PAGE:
Skywarn Weather Spotting
Northern Indiana Skywarn Page:
This page includes spotter resources, training links, spotter reference documentation. I recommend bookmarking and reviewing annually, more frequently leading up to significant weather events. There are three sections
• Realtime Weather
Real time weather information including forecasts, hazardous weather outlook, and Storm Prediction Center outlooks. Links to NWS social media are also provided. - being aware of what to expect before the weather turns!
• Training and Reference
Training provided by other sources including MetEd and spotternetwork.org, also includes other handy references for spotters regarding hail size chart, Beaufort wind chart, local area severe weather climatology, and more.
• Reporting Procedures
How to make a spotter report and sources that can be used to make a spotter report.
The NWS Northern Indiana does NOT issue spotter numbers. We have found that properly trained spotters report in the proper format (TEL Method - Time Event Location) and the spotter numbers only cause confusion during already stressful and chaotic events.
We currently maintain a list of over 4000 spotters. The list is updated annually to remove spotters who have not attended training in the past three years and to remove inactive spotters. That being said, we rarely (if ever) use this list for anything other than maintaining approximate locations and contacts, should the need arise. During active weather we DO NOT actively cross reference the spotter list when we receive a report. We have found that properly trained spotters will use the TEL method (Time, Event Location.) Using the TEL method sets trained spotters apart from untrained spotters - and we can tell from the report if a person is trained or not.
We do not have the space, time, or resources to maintain certificates of training. We ask that spotters maintain copies for your records. Additionally, we do not offer 'advanced' spotter training. In reality, radar operations and interpretation are unnecessary for spotters. This stance is unpopular in the spotter/chaser community - but the NWS mission is to save lives, minimize losses, and help public officials make weather related decisions. The NWS does not have the responsibility, nor the resources to provide hundreds of hours of meteorological training related to the operation and interpretation of radar, computer models, upper air soundings, atmospheric parameterization, numerical modeling, etc. There are many courses and colleges that offer this type of education, and I would encourage reviewing the handful of recommended baseline courses on the NWS Northern Indiana Skywarn Page.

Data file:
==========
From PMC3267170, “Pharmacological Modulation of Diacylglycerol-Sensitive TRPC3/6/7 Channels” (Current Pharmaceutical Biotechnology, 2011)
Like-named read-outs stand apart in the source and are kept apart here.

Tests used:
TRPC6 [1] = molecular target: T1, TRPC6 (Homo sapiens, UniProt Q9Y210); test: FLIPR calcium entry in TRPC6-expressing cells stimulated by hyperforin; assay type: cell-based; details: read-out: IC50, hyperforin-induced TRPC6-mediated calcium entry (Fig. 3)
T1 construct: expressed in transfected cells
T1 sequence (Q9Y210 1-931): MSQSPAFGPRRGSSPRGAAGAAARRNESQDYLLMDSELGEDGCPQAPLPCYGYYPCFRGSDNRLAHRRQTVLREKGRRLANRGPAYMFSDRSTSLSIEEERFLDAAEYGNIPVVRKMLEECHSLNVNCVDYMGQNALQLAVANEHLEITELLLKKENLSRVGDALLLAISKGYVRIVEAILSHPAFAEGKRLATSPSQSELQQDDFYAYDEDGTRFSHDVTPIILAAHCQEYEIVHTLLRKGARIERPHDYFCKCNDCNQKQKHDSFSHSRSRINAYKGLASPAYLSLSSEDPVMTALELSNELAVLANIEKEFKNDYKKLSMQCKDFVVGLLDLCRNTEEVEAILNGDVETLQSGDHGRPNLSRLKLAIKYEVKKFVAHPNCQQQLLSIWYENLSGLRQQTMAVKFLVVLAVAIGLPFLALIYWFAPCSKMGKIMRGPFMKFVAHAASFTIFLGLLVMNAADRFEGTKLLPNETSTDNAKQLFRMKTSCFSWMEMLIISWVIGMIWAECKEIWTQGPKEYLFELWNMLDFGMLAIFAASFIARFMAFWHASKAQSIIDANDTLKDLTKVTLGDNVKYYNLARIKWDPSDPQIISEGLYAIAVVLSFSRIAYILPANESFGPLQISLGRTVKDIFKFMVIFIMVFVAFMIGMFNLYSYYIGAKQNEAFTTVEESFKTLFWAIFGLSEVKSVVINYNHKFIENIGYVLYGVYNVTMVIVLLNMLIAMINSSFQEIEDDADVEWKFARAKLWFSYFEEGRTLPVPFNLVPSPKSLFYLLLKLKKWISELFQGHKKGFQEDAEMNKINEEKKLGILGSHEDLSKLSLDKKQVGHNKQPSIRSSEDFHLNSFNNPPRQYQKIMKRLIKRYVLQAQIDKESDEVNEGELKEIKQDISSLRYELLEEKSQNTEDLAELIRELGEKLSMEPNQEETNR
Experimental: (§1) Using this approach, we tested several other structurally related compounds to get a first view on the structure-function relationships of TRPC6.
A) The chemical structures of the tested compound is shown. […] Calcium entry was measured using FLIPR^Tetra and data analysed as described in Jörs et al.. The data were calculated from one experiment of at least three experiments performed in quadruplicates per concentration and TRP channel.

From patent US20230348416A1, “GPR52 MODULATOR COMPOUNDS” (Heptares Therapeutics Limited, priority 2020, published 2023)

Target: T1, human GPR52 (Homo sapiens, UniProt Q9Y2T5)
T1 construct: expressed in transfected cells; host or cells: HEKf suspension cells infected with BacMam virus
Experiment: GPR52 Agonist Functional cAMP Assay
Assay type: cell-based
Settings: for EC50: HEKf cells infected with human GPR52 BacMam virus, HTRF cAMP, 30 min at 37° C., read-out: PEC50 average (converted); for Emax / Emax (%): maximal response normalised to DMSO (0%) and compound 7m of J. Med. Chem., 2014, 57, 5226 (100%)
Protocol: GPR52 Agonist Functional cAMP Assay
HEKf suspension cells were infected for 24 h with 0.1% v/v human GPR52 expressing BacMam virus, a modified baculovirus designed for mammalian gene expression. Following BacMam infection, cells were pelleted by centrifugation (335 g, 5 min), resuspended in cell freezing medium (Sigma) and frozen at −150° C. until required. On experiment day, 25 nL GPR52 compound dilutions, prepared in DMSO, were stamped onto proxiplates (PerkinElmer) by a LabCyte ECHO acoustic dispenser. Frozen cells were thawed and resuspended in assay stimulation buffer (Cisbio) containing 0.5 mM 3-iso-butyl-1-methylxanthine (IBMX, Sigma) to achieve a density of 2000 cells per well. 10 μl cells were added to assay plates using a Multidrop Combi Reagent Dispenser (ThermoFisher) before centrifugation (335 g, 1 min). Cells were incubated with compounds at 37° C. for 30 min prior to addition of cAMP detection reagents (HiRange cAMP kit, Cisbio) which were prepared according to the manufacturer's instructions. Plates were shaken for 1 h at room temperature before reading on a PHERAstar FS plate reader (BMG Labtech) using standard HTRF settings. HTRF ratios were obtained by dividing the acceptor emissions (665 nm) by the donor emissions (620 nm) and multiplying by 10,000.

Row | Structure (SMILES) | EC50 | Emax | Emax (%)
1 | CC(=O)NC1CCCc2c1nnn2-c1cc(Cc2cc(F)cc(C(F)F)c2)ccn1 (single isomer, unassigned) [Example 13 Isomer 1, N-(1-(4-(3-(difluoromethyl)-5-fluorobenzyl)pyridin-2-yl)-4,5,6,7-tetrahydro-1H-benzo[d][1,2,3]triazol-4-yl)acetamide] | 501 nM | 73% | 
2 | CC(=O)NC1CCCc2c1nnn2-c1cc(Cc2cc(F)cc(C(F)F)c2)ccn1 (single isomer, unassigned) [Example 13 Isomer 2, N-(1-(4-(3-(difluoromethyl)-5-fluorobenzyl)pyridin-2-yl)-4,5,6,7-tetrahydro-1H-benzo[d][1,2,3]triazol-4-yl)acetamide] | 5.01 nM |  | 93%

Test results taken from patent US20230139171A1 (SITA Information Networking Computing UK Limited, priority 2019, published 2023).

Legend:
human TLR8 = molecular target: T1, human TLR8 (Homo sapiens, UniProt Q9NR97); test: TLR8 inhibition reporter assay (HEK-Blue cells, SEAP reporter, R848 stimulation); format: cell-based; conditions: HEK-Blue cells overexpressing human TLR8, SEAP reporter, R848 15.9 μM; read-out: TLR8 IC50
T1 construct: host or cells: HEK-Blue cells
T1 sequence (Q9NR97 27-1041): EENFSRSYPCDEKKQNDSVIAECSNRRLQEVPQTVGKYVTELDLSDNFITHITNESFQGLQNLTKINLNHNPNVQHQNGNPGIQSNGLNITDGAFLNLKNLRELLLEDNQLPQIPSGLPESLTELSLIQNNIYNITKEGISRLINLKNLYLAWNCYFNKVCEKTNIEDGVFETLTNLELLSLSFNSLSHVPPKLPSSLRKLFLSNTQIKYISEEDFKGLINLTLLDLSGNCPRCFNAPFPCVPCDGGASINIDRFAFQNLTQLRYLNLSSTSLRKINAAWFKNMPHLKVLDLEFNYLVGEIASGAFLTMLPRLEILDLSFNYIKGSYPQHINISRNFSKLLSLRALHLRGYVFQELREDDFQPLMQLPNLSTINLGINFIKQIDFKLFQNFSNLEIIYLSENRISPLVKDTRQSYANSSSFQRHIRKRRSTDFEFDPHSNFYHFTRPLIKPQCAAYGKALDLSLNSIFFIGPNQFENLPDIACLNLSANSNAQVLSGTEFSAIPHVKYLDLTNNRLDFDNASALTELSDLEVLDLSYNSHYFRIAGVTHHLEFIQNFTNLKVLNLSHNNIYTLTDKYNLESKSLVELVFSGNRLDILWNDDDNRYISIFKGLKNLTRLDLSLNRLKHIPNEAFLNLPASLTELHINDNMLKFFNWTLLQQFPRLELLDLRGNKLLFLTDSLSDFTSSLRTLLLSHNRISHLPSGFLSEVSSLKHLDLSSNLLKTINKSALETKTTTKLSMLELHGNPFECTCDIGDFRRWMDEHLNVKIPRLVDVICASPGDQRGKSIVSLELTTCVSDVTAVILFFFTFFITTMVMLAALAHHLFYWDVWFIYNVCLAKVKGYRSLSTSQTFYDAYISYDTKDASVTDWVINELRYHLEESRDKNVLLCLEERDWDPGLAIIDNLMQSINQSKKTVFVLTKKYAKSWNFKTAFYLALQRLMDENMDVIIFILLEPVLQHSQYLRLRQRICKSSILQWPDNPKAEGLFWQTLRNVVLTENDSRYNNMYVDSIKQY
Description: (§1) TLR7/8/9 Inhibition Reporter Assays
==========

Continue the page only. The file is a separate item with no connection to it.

Where to go from here:
• what does a good report look like and are you ready to report to the NWS?
• What to report to the NWS and what methods work best for given events?
• What tools are you able to use to reach the NWS?
Find a link to most of the reporting tools on the IWX Skywarn Page.
• Do you have redundant communications?
Amateur Radio, cell phone, land line, internet
• Does your amateur radio club have a procedure for net control operations that includes NWSChat Weather Liaisons?
We work with the Net Control operators to gain access to NWSChat for the purpose of monitoring and reporting to the NWS directly.
• Do you have access to social media and regularly monitor the NWS Facebook and/or Twitter accounts?
Facebook and/or Twitter and bookmark our webpage and YouTube channel
• Do you have the toll-free number saved and ready for reporting?
This is only provided during our LIVE training sessions (virtual AND/OR in-person)
• Have you attended the Fall AND Spring spotter training sessions (virtual)?
• Have you reviewed the online training from MetEd and/or Spotter Network - (find these on the IWX Skywarn Page)?
Coordinating with Local EMA:
• Have you worked with the Local EMA office to assure you are aware of other local operational requirements and expectations?